A Journey 2 Eternity

How to become a good programmar

Posted on: March 11, 2008

I’m putting some suggestions here for the fresh graduates and the college freshmen on how to become a good programmer.

In my own definition, a fresh graduate good/skilled programmer should have the followings:

  1. Strong skill of one or more good languages like C++, Java and C#.
    1. Must have strong skills with control structures. Don’t mess up if you’re asked to print out triangle or other shaped piles of ‘x’s with loops.
    2. Must have strong skills with recursion. You must know how to transform a looped task into a recursive one and vice versa, for example: multiplication using addition recursively.
    3. If your language is C++, you must know how to play with pointers and references.
    4. Understand pass by value and reference.
    5. Clearly understand scopes and memory allocation, de-allocation. Know when a object is destroyed and when to destroy.
    6. Know the usage of all operators including bit-wise ones.

  1. In-depth knowledge of OOP.
    1. Only being able to write classes and doing encapsulation and inheritance is not what you should call good OOP.
    2. Clearly understand how function overloading, overriding, polymorphism works.
    3. Clearly understand how constructor/destructor (if any) works with inheritance.
    4. Clearly know the difference and use of Interfaces and Abstract classes.
    5. Know how to overload operators. Why and how copy constructor is defined/used.

  1. Know common data structures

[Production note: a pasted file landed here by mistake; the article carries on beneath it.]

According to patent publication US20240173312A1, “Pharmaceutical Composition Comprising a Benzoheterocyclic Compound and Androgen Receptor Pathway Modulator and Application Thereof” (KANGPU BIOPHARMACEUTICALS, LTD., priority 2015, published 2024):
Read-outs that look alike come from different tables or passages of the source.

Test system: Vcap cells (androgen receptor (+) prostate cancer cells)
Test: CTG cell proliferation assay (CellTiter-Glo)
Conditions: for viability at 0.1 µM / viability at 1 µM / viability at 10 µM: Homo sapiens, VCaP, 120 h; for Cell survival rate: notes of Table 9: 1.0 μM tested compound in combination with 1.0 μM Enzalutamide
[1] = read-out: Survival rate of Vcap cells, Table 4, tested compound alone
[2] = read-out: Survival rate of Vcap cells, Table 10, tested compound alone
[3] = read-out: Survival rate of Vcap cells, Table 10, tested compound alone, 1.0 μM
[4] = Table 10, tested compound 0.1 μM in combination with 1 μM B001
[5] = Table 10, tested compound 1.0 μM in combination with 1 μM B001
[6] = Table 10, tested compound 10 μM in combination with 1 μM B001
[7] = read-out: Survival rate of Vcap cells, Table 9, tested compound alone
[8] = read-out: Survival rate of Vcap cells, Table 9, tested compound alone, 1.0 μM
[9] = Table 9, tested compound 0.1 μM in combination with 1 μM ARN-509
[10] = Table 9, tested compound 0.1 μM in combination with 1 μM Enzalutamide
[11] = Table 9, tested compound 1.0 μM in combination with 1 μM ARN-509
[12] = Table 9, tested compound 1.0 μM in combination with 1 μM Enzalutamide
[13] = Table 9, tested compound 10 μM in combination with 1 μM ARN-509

1. At least know the common data structures like stack, queue, linked list, doubly linked list (know circular version of all of them) and trees.
    2. Be a skilled implementer of any of those, have clear concept of push, pop, add, delete, peek etc method works on those data structures.

  1. Know most common algorithms well
    1. You don’t need to memorize pseudo codes line by line but you need to have clear concept of most common algorithms of sorting(bubble, quick, merge, heap, bucket, etc), searching (including DFS, BFS), etc.
    2. As a fresher you must know their time and space complexities, pitfalls and improvements (if any).

  1. General computing concepts:
    1. Know processes and threads, how are they related to each other, how to program them, etc.
    2. Understand TCP/IP: Don’t think it’s only the network administrator’s task to understand TCP/IP. All programmers ever doing any network or web programming should have clear TCP/IP concepts and understanding.

  1. Be skilled in debugging in IDE:
    1. Be skilled in any or many of Visual Studio/Visual Studio.Net, Eclipse, Netbeans, KDevelop, etc.
    2. Know how to debug your code.

  1. Have basic knowledge of Software Engineering and SDLC.

Some advice for college freshmen:

  1. Start with C++ or Java, avoid starting with scripting languages:
    1. If you’re learning programming for the first time, avoid starting with scripting or loosely typed languages like: PHP, ASP, Perl, etc or Visual Basic. It may destroy your understanding of program execution, data types, memory allocation, etc.
    2. Start with C++ or Java. If you want to me to be specific, start with C++, you’ll love it for the rest of your life.. 🙂 It’ll be easier for you to learn (almost) any other language (like: C#, PHP, ASP, etc).
    3. If you ask, do you need to know C to start with C++? Or should you learn C first and then C++? The answer is ‘no’.
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